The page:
It wasn’t too long ago that I wasn’t at all interested with history. It seemed so irrelevant. I didn’t want to know what had already happened, I focused on what was ahead, and what was going to happen. I am not sure why my interest changed, maybe having lots of spare time at the start of the pandemic. It started when I read a couple of history books, ‘Churchill: Walking with Destiny‘ and ‘The Rise and Fall of the Third Reich‘. Both books are incredible reads, and I haven’t finished the latter yet, it is a monster.
History’s Role in Predicting the Future
My guess is you aren’t looking for some history book recommendations and that’s not why I’m writing this. I’ve come to realize that history provides many clues to the future, and that is important for any leader. Here are a couple of examples. The Russian invasion of the Ukraine, has many similarities to Hitler’s German expansion at the start of WWII. He felt humiliated by the loss of territory after WWI and took back the lost territories of Germany. Then expanded into the traditionally German part of the Czech Republic, followed by a total invasion of the Czech Republic. Do you see any similarities to Putin’s actions? Fortunately the western nations appear to have learned from the failure of their appeasement strategy.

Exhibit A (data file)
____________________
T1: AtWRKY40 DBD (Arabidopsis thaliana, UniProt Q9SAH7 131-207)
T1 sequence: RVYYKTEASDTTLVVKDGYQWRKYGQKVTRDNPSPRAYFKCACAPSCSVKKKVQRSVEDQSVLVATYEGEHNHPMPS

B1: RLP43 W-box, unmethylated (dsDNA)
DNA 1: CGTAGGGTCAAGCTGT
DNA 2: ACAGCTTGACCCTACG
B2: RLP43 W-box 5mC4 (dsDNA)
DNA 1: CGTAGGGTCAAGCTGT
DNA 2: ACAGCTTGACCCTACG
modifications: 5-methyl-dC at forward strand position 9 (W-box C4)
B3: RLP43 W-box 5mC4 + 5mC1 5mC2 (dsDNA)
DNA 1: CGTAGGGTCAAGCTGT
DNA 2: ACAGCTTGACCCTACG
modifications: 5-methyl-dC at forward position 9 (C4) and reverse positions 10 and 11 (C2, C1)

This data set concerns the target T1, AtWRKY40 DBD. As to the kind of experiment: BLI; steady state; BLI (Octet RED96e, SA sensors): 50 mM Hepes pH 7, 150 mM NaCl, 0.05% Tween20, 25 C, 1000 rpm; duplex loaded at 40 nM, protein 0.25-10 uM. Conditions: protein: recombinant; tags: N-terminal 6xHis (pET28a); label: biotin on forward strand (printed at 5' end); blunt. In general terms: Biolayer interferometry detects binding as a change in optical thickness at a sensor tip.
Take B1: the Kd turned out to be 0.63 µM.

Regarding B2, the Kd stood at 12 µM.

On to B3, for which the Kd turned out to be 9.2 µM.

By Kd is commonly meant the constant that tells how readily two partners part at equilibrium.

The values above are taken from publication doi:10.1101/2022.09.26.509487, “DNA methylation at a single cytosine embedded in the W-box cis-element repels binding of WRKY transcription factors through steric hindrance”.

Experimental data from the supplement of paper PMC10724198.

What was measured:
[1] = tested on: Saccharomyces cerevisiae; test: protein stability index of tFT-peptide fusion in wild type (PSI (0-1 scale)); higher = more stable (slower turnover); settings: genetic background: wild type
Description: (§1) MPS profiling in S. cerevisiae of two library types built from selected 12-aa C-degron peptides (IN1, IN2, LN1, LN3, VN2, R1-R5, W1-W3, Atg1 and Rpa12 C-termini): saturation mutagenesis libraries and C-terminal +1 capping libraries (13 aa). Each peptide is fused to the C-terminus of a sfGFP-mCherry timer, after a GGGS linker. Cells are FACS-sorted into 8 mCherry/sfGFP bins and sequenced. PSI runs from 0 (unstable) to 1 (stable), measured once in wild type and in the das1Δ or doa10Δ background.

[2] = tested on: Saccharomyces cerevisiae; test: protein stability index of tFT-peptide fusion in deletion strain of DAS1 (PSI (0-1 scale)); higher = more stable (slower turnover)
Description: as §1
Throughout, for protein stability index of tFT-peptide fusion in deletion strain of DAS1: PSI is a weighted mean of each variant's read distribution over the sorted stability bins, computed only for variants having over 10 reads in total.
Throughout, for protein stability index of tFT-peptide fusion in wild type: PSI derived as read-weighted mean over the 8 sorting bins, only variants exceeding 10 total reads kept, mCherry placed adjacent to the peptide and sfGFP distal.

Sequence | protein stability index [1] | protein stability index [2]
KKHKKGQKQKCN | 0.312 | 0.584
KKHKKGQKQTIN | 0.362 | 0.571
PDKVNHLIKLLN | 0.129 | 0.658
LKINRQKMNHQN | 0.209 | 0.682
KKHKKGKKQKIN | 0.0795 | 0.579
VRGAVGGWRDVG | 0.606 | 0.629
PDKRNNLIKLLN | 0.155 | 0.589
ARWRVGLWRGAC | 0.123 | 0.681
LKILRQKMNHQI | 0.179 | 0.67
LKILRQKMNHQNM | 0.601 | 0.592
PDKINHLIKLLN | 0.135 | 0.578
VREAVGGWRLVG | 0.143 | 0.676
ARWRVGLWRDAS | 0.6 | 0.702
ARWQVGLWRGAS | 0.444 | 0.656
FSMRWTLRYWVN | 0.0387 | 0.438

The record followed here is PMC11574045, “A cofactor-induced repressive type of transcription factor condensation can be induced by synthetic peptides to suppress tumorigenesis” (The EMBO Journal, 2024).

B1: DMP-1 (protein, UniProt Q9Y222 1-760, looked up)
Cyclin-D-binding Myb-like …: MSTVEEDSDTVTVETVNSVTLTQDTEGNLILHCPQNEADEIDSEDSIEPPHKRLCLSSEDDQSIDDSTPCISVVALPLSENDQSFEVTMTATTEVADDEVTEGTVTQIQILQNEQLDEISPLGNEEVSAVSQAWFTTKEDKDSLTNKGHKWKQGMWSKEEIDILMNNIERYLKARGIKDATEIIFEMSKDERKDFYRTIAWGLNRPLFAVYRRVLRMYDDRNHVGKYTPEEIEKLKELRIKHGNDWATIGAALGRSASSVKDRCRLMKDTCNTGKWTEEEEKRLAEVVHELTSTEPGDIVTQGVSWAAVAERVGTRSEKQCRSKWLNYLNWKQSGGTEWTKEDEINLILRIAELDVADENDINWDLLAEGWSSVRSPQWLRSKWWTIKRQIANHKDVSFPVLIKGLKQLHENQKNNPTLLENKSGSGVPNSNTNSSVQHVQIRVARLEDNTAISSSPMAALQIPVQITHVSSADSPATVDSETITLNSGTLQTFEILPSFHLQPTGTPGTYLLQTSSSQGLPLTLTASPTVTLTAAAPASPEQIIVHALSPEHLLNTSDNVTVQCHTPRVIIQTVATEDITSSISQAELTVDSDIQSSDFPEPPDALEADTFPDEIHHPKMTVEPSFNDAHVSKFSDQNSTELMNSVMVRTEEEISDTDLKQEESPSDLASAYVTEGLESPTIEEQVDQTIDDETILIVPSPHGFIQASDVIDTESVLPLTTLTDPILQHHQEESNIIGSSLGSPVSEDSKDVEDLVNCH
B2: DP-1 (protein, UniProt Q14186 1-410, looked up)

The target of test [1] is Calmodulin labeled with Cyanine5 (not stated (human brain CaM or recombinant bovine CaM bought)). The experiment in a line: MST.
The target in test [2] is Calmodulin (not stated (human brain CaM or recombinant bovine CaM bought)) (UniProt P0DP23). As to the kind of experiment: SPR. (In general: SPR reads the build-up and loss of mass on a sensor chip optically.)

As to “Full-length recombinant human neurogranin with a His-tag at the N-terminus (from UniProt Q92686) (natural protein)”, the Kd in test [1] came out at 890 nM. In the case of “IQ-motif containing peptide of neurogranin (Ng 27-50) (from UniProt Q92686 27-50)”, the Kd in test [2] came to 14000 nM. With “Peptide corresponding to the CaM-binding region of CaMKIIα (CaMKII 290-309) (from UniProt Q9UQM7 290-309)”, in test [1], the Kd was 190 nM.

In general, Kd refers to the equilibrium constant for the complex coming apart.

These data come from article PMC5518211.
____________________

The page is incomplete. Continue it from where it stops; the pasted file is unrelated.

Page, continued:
Leading Business Insights
In a business context, the dot.com bubble follows the exact same stages as earlier bubbles, like the railroad bubble. Both ending in crashes. Whatever looks too good to be true will likely be next. It is fair to say, what happened in the past is a reasonable predictor of what could happen in the future. Ray Dalio, the legendary hedge fund trader, knows this and has modelled economic boom and bust cycles back over the last 500 years. According to his research, the US is close to the end of a cycle resulting in a lot of conflict and change, before a new cycle emerges. He is one of the most successful hedge fund traders ever, so understanding history is working for him. You can learn more in his excellent book ‘The Changing World Order‘.
I’m not recommending you become a history buff, instead don’t ignore it. Extend your curiosity and ask what can you learn from history?